4. Kevin #

    @Mike M: oh, I totally agree with you. I own and have re-watched the episodes on Blu-Ray, have watched the S5 finale a couple times on my Tivo, have faithfully read the fan sites and Lostpedia, and so on. But I still run away from spoilers.

    There’s a difference between “spoilers” and “knowledge” — I steer clear of the former, but try to get as much as I can of the latter. Spoilers only do one thing, and one thing only: they ruin the element of surprise. After all, it’s in the very NAME of the term: they “spoil” the story for you.

    Knowledge, on the other hand, is integral to Lost. If you’ve seen Season 5… it’s really interesting to re-watch Season 2, for example, and see what you didn’t pay much attention to the first time around that you now see in an entirely new light. And as we discussed in last week’s comments, there’s plenty of backstory that they haven’t included in the episodes (the mobisodes, ARGs, etc.) that, if you’re a fan, make it worth the effort to seek them out. That knowledge expands the universe of the series.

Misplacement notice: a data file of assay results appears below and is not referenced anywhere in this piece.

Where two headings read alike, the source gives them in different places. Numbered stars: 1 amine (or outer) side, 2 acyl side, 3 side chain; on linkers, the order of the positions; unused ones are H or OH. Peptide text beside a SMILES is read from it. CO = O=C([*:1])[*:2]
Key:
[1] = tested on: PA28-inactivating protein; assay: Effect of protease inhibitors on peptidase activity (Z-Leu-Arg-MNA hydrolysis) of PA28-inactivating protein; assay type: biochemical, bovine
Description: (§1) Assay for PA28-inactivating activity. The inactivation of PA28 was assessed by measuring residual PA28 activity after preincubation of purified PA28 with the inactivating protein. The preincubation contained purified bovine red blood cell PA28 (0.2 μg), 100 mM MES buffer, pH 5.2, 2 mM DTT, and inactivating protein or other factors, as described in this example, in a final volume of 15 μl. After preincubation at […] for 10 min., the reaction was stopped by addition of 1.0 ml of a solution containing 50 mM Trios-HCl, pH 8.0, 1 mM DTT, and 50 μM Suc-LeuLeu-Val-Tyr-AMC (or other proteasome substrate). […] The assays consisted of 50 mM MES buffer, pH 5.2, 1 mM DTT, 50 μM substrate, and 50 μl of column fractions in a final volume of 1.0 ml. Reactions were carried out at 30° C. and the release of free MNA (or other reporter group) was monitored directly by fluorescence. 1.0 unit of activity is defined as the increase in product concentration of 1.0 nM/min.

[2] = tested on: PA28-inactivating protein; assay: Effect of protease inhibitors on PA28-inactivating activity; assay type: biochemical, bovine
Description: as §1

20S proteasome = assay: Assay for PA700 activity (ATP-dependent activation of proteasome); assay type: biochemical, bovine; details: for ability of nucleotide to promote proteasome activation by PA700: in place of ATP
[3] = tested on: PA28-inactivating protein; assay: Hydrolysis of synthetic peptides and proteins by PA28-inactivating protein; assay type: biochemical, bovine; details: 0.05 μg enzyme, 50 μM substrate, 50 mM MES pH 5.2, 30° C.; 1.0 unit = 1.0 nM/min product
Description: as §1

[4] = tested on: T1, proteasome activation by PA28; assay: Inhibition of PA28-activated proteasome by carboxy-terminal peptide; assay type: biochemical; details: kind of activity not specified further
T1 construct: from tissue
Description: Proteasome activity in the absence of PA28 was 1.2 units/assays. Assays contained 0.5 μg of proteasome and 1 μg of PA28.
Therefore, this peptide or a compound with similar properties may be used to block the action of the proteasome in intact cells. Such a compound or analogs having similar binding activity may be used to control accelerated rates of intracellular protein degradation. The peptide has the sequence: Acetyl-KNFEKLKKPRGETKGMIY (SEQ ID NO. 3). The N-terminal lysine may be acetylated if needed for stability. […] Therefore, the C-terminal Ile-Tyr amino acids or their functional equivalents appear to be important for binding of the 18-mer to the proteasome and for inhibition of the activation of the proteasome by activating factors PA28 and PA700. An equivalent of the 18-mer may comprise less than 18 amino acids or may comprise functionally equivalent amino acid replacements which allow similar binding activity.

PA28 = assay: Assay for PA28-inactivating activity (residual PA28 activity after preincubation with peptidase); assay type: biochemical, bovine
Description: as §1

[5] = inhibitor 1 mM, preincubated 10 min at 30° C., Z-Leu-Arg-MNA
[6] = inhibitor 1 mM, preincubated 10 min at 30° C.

For the people who care about reading as many spoilers as they can, the only question I have is: why do you bother watching the show?


  5. Genevieve #

    I think that the extent to which spoilers “matter” is directly related to the quality of the production. I tend to avoid spoilers myself, because I like being surprised, in general… but I can definitely understand the notion that Lost is a show where the spoilers don’t matter all that much. It’s a show that’s flat-out watchable, and it’s compelling thanks to the quality, not just the suspense. I cry every time I watch “The Constant,” and I’m sure I will continue to do so. Surprises are fun, but good storytelling isn’t DEPENDENT upon them.